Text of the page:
Tell them that nothing matters more than their relationships – with God, and with people, especially their families.

Music-wise, there probably needs to be some serious stuff (because I know that giving people an acceptable setting in which to cry and watch each other cry matters), but also play some of my favorites – maybe SCC’s “Speechless” and/or “Be Still” for slide shows, and Chris Tomlin for everybody to worship.

I’ll try to start getting people to take more pictures of me.  I’m usually the one taking the pictures, so I’m rarely in them.

To close the service, give this benediction:  “You are blessed in the name of the Lord.  Be a blessing, and have fun.”  That’s what I’m trying to do now, and believe me, I’ll be doing it with abandonment while you’re having my funeral.

Saw a green heron this morning

And yesterday, I saw my friend, the chattering belted kingfisher.  He was swooping down from the power line, flying fast upstream just a couple feet about the water, then coming back to do it again.  The third time up, he snagged a fish!!

But back to much more retiring heron o’ day. . . I occasionally see this bird standing in the creek near the bridge, almost always in the same spot, on the side nearest our house.  I saw what I thought was a green heron in exactly the same place this morning, but when I got closer, just before it flew off, I could tell that it was much smaller than the one I usually see.  I was pretty excited about that; there must be at least two in the area.  Maybe today’s was the son of the “mom” I’ve been seeing.

I was a little blog-dead and, in trying to come up with something else to say about green herons, I found this tidbit online:  “Green herons can aim there excrement at the eyes of their predators as a defense mechanism.”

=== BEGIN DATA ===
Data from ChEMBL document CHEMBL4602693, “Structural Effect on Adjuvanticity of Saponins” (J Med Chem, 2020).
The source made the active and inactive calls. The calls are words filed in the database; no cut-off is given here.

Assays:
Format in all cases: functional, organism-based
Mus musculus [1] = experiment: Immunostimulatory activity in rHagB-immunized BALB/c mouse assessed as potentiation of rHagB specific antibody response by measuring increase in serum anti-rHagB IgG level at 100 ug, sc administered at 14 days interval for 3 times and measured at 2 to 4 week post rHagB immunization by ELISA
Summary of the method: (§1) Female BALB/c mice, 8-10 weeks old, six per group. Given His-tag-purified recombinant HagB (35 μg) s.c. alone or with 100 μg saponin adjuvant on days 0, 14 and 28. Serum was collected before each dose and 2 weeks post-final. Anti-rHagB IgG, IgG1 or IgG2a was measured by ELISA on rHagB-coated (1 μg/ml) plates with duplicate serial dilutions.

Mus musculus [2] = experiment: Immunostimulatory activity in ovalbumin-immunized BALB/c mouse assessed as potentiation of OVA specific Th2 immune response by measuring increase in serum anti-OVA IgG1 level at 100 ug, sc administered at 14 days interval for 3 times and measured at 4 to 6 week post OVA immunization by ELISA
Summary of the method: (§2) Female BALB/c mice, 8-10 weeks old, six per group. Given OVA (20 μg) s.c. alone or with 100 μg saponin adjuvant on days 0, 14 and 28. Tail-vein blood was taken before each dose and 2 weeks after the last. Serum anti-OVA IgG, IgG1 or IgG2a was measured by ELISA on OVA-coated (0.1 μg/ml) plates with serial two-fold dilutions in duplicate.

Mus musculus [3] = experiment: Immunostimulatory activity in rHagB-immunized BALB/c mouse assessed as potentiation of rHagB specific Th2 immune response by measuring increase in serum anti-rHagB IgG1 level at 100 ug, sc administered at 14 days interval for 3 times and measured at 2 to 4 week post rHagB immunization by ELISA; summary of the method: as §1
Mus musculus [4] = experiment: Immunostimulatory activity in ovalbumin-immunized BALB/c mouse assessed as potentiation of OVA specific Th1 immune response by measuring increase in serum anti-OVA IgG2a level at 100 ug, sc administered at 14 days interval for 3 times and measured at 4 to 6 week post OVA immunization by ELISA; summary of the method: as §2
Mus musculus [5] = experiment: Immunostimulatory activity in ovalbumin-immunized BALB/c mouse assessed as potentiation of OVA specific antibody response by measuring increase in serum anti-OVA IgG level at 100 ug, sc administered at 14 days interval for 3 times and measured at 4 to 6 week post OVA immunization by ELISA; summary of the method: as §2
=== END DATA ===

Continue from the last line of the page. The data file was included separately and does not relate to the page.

Sigh.  These kinds of problems are all too frequent, and although their abundance makes part of me sad, they can sometimes be quite funny.  I think I’ll start collecting them.  Maybe I should add a new category, or maybe it would be worth having its own page:  a place to collect errors that appear in print.  What do you think such a page should be called?  Add a comment and give me your opinion.

“Peachy keen, Chef Cherie!”

Just before we made our trip to North Little Rock to see my folks, I went to McKenna’s and got some peaches.  You can’t have too many peaches, and theirs have been really good this year.  Well, they’re not as good as Colorado peaches.  Colorado peaches are THE BEST peaches I have ever eaten in my entire life.  When I was about 12, we vacationed in Colorado Springs, and one day for our picnic lunch, we stopped at a roadside stand and bought some peaches.  They were huge, sweet, and juicy; mammoth hunks of deliciousness that I never forgot, and that I’ve never experienced anywhere since.

Until two years ago, when the menfolk and I took our infamous Wild West vacation in late August and early September of 2011.  We once again spent some time in Colorado Springs, and in a regular grocery store there, I bought some peaches.  They were SOME PEACHES like Wilbur was SOME PIG!  I couldn’t believe that 35 or 40 years later, they still grew out-of-this-world peaches out there.  I went back the next day for more, and I asked some local customers if this was some special kind of peach, and they all looked at me like I was slightly daft and said slowly, “Ummm. . . no.  They’re just normal peaches. . . ”  As if all groceries everywhere always sold gems like that!

My favored exclamation of incredulity is “Sweet Georgia Peaches!” but I am sure that Georgia’s got nothing on Colorado when it comes to fuzzy fruit.

Anyway, I am quite fond of a good sweet peach (yellow flesh only), so I bought six or eight, even though they weren’t quite ripe, because I knew they’d be perfect when we got back from our trip.  Then, while we were gone, my mom gave me a couple more peaches, so when we got home, I had plenty of ripe peaches that were ready to be eaten immediately.

Except that while we were away, our handyman friend, Barry, had come to finish the work on Jessica’s bathroom ceiling.  He had left a bill on the table, and since our schedule had forced his work to be delayed for a number of weeks, I knew he needed to be paid right away.  That evening, even before we unpacked and stuck our daily pizza in the oven, I called Barry and got directions to his house, so I could take him a check.  He told me to come on, but to bring some bags and I could take home some . . . peaches!  He has peach trees in his yard and what wasn’t being picked would just spoil.